I’m curious what others remember in those early weeks. How long ago does it seem? How strange, still?

We approach 1,000,000 now
Hand sanitizer shelf

Handling disappointment

My adoration for the quilts of Bisa Butler and the pandemic began at roughly the same time. If you haven’t discovered her yet, you must, because she is a once-in-a-generation quilter.

Butler’s work is absolutely stunning, in construction, scale, color, and subject matter.

Her quilts document Black life with exuberant patterning and such an incredible ability to render faces and clothing without resorting to paint that she continually reminds viewers that they are 100% cloth. You squint agog wondering, How on earth does she do it?

She’s like Kehinde Wiley on acid.

Not that long ago, I vowed to myself, “When this is all over, I’m gonna see her quilts even if I have to travel to Chicago or Memphis to do so.”

So it might surprise you to learn that I just ordered a book showcasing her portraits rather than truck a few miles down Route 9 to see one of her pieces. A neighbor even lent me her MFA member card so that I could be admitted at no cost.

And still I’m not going.

Is it yesterday’s colonoscopy stopping me? Maybe. At the endoscopy center, there were half a dozen nurses, several doctors, an anesthesiology assistant or two, secretaries, and other patients. They managed risk expertly — everyone wore masks, curtains divided the gurneys, a careful protocol determined who came into the building and when. Still that feels like enough potential exposure for one week.

(P.S. Everything’s fine).

More delays in the editing process mean that I will finally spend two solid weeks polishing a query letter (not like creative writing at all!) and building a functional list of agents. I should have done this a year ago! I signed up for QueryTracker and will look into Submittable and Duotrope, two other literary submission programs. I’m going to be ready to aim and fire the second I get the last batch of edits.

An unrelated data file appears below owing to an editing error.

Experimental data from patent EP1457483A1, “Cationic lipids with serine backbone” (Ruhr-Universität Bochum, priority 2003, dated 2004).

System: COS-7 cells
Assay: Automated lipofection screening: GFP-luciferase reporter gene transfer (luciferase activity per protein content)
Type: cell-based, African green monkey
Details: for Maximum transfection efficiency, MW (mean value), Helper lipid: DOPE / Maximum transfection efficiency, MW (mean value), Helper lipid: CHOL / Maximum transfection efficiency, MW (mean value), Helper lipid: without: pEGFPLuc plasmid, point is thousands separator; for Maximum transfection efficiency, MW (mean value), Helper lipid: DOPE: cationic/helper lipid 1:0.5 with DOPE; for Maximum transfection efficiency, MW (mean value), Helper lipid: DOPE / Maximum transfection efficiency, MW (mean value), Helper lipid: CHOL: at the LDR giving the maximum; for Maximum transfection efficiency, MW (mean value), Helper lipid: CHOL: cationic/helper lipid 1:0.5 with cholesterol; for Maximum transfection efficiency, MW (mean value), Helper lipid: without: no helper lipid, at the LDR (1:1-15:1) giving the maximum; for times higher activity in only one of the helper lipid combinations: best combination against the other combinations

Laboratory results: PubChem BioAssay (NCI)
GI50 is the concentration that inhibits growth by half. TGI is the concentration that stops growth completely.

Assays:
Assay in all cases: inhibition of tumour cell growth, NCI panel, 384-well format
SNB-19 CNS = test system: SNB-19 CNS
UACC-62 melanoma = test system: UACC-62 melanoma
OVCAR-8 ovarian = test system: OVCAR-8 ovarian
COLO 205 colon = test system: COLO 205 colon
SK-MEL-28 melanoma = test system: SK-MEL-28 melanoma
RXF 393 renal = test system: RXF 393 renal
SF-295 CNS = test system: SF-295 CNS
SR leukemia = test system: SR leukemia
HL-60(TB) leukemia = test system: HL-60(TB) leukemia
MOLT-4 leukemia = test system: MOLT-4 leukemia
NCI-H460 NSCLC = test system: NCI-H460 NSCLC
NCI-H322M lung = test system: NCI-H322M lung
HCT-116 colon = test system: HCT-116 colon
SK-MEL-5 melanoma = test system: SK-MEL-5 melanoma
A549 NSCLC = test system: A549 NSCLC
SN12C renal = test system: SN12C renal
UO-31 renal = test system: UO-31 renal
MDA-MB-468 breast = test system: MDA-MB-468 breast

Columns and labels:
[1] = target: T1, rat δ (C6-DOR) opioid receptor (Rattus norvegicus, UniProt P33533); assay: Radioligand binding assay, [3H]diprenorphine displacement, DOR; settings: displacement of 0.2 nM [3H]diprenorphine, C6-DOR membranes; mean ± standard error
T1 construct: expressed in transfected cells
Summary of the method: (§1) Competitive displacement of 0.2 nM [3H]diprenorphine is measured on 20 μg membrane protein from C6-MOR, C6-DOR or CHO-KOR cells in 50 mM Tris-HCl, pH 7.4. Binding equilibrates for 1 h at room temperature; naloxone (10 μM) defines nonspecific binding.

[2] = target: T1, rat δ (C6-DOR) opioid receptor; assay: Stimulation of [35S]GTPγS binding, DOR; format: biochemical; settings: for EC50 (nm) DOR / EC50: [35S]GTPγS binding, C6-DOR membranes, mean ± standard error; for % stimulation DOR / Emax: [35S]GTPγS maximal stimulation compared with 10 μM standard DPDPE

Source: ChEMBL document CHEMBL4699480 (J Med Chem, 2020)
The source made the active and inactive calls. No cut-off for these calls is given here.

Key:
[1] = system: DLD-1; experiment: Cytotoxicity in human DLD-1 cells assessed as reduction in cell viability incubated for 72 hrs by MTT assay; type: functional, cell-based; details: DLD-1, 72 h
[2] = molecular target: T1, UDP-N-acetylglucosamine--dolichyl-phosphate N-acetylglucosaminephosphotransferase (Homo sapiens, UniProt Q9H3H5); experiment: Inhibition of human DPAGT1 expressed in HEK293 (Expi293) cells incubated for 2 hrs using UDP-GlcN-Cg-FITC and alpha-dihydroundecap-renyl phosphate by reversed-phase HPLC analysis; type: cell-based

Otherwise, I’ll just kill myself. I can’t keep doing this.

(I’m JOKING).

The situation reminds me of something I read in some book or other on happiness. It has really stayed with me, unlike the author and title of the book. It said something along the lines of this: except for the loss of a partner or a child, almost no disappointments result in significant changes in happiness five years out.

So in other words, if this book never sees the light of day, five years from now I’ll be dead — oops — I mean, my happiness quotient will be roughly the same as it is today.

This reminder is oddly comforting and in no way promotes defeatism.

All of this today makes me feel the fragility of life. It’s so important to breathe, and to be kind to one another, and to make haste slowly.

 

 

Indecision about travel

Trying to decide whether to move or cancel a family trip to the Rockies. It’s scheduled for mid- to late-January and is meant to be our Christmas gathering with the boys. The Airbnb has a strict cancellation policy.

I’m having all kinds of feelings about this, mostly aggravated worry sliding into outrage. As my husband likes to point out, I go from zero to ten rather quickly. (At least he pointed out that I laugh easily too).